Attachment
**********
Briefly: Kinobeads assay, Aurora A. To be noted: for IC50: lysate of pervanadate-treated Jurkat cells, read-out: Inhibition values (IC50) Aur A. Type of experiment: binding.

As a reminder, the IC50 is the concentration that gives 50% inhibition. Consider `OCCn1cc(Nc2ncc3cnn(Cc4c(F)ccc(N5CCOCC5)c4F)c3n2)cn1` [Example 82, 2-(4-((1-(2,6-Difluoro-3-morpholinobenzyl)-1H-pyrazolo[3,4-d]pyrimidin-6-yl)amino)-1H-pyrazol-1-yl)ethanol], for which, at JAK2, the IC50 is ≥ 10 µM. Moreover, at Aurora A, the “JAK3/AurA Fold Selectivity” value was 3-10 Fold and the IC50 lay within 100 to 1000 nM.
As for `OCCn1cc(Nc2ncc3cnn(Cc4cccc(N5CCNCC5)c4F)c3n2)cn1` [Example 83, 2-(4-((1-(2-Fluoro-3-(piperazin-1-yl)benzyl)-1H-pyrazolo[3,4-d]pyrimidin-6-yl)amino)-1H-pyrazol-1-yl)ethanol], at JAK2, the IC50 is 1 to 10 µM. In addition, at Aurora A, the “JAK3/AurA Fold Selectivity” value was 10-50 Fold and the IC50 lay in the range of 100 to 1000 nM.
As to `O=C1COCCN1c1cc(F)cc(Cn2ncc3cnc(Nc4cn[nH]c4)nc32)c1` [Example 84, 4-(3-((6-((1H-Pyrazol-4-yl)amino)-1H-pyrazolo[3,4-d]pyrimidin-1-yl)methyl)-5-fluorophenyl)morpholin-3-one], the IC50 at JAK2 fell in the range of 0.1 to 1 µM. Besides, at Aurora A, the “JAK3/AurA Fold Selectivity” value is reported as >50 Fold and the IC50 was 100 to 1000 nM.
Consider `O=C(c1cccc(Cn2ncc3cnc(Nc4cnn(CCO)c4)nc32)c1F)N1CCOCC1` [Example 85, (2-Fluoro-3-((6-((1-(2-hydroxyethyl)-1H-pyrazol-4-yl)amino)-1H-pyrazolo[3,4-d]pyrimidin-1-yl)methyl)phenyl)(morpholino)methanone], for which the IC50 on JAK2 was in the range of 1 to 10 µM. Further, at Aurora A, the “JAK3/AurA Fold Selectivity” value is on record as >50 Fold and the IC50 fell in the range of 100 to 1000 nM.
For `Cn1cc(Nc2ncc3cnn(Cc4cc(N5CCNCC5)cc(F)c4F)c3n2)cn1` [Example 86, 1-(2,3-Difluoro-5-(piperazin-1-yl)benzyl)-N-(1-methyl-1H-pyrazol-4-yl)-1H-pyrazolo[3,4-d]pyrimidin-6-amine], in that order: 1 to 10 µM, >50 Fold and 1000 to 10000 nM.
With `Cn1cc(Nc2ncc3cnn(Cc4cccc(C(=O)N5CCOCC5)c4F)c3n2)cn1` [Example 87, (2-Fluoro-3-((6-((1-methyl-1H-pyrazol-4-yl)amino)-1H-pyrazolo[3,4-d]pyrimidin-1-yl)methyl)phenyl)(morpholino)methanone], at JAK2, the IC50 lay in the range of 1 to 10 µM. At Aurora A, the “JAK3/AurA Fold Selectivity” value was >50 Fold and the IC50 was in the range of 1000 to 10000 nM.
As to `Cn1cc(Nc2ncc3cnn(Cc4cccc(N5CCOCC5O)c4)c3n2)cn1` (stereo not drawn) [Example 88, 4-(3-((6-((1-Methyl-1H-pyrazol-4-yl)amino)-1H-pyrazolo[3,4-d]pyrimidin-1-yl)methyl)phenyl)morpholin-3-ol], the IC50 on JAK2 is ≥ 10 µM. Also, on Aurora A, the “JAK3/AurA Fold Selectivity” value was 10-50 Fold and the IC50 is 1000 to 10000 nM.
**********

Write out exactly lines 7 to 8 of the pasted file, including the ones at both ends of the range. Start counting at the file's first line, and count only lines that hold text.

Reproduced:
With `Cn1cc(Nc2ncc3cnn(Cc4cccc(C(=O)N5CCOCC5)c4F)c3n2)cn1` [Example 87, (2-Fluoro-3-((6-((1-methyl-1H-pyrazol-4-yl)amino)-1H-pyrazolo[3,4-d]pyrimidin-1-yl)methyl)phenyl)(morpholino)methanone], at JAK2, the IC50 lay in the range of 1 to 10 µM. At Aurora A, the “JAK3/AurA Fold Selectivity” value was >50 Fold and the IC50 was in the range of 1000 to 10000 nM.
As to `Cn1cc(Nc2ncc3cnn(Cc4cccc(N5CCOCC5O)c4)c3n2)cn1` (stereo not drawn) [Example 88, 4-(3-((6-((1-Methyl-1H-pyrazol-4-yl)amino)-1H-pyrazolo[3,4-d]pyrimidin-1-yl)methyl)phenyl)morpholin-3-ol], the IC50 on JAK2 is ≥ 10 µM. Also, on Aurora A, the “JAK3/AurA Fold Selectivity” value was 10-50 Fold and the IC50 is 1000 to 10000 nM.